By Johannes Fiala* Property owners, landlords, entrepreneurs and investors have been complaining for years about falling surpluses or profits due to excessively high bank interest rates. But this does not have to be: Because the more than 3% interest rate reduction of the ECB since 2000, the credit institution must often pass on to the credit customer ! The investment: It all started quite simply for investor Heinrich Müller (name changed): His banker granted him credit and arranged an interesting project as an investment years ago. But then the payment flows got out of control. Revenues fell, while interest on loans remained equally burdensome. What surprised Investor Müller, however, was that the European Central Bank lowered the base rate from 4.26% in 2000 to 1.22% today. However, Müller did not feel much of the impact of the interest rate cut on the capital markets. This bank behaviour annoyed a university professor and economic advisor to the World Bank from Bavaria so much in July 2003 that he reported the bank’s board of directors to the public prosecutor’s office and called in the cartel office. Disinformation of the bank: The bank rejected inquiries only, there would be no requirement on it. During the discussion of the annual financial statements, the topic comes up again, because in view of the lower revenues, the investment no longer pays off. The advisor calculates: “You have invested 15 million with 8% return, that makes 120,000.– You pay 6% effective as interest, that makes 90,000.– At that time the banker calculated this for you: 30,000.– profit it was at that time”. There is no sign of that today, as revenues have fallen by about 2%, but borrowing rates have not. Investor Müller is outraged “If the bank had passed on the interest rate cuts to me in the last few years, I would have fully absorbed the drop in income on average – the bank has effectively taken away my profit, today I’m just exchanging money”. Economic damage: Many investors and entrepreneurs feel the same way as Müller: The economic damage is enormous, the high unemployment figures and the insolvencies that have been rising for years speak volumes. If the banking industry does not properly pass on the interest rate cuts, the recovery may not happen. The legal claim to interest rate reductions: The bank customer often has a claim to the passing on of interest rate reductions in accordance with the development on the capital market: This corresponds to numerous, also higher court judgements, which have been issued on a legal basis over the last 15 years. (cf. judgements OLG Celle of 24.10.1990, 3 U 240/89, BGH of 06.03.1986, III ZR 195/84). Interest rate reservation: Both decisions deal with the interest rate of loans with variable interest rates, for example with the bank clause in the loan agreement “The bank is entitled to change the interest rate if it deems this necessary (…)”.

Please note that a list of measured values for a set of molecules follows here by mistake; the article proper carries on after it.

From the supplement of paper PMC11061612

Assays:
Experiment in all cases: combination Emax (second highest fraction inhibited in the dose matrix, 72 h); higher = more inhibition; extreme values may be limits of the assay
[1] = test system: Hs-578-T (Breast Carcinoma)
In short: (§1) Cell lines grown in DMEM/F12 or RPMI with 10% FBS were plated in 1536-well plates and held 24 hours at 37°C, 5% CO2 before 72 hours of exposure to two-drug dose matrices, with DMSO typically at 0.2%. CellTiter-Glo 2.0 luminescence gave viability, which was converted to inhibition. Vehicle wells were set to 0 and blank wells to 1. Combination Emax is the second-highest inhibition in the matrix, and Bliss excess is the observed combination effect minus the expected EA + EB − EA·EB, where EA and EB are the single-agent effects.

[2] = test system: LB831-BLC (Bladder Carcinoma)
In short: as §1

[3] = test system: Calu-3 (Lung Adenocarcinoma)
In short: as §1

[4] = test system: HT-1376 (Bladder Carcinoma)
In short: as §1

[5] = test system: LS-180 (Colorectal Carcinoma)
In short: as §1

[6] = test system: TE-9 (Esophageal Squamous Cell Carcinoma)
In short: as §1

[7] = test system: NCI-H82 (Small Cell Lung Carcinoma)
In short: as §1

The lawyer calls this a “reservation of interest”, i.e. a discretionary power of the bank as the sole authority to determine the amount of consideration for the loan of money or capital. However, this right is not without limits: For § 315 BGB forces the credit institution to adhere to certain rules of the game – in particular to pass on the cheaper refinancing options to the customer under certain circumstances (cf. BGH WM 1986, 580 f.). Timing and reason for passing on an interest rate reduction: The case law here requires a pass-through of interest rate adjustments within one or a few months since a change in the refinancing options. The case-law cites a change in capital market rates in the relevant market segment of 0,2 % as the reason for the obligation to pass on a reduction or increase in refinancing rates. Situation with a loan with a fixed term and a shorter fixed interest rate: Often loan agreements have a longer term (e.g. 5, 10, 15 years), but only a fixed interest rate (commitment to a fixed interest rate) for a shorter period. The customer of the credit institution is then surprisingly confronted with much higher interest rates (compared to the market conditions) by the bank when the fixed-interest period expires. In such a case, the borrower can change the bank if there is no agreement on the amount of interest. Case law therefore grants the customer the right to change banks when the fixed-interest period expires (BGH ruling 6.4.1989). A clause according to which the customer has only two weeks for a debt rescheduling to another bank or savings bank (since notification of the bank’s offer with the new conditions) would also be invalid: Hardly any customer would then put into practice the preparation and settlement in such a case at such short notice (BGH ruling 06.04.1989). A statutory notice period of three months is customary here, so that the borrower has sufficient time to look for another credit institution. Transparency requirement: Investor Müller has become suspicious: He now has his loan documents and the bank’s statements of account expertly looked through (cf. e.g. the list of experts at www.fiala.de): And lo and behold, the bank has used a “special interest calculation clause” for him, which gives it even higher interest rates, without this being expressed in the indication of the so-called “initial effective annual interest rate”. The credit institution uses ‘for the calculation of the interest, the capital status at the beginning of the redemption year’. Such clauses are also invalid because the effect of the increase in interest is not sufficiently clear to the average customer (cf. BGH judgment of 30.04.1991). Investor Müller rejoices, because this would make his loan even cheaper – indignantly, he asks his bank to recalculate the loan. The customer of the credit institution is not obliged to file an action for composition (e.g. for recalculation of the credit account) first: Rather, he can immediately sue for repayment of the unjust enrichment (§ 812 I 1 BGB) (cf. AG Bonn judgment of 10.07.1997). Basel II: Occasionally, the credit industry argues that the creditworthiness of the customer has changed and that it is therefore justified to increase interest rates at the expense of the borrower.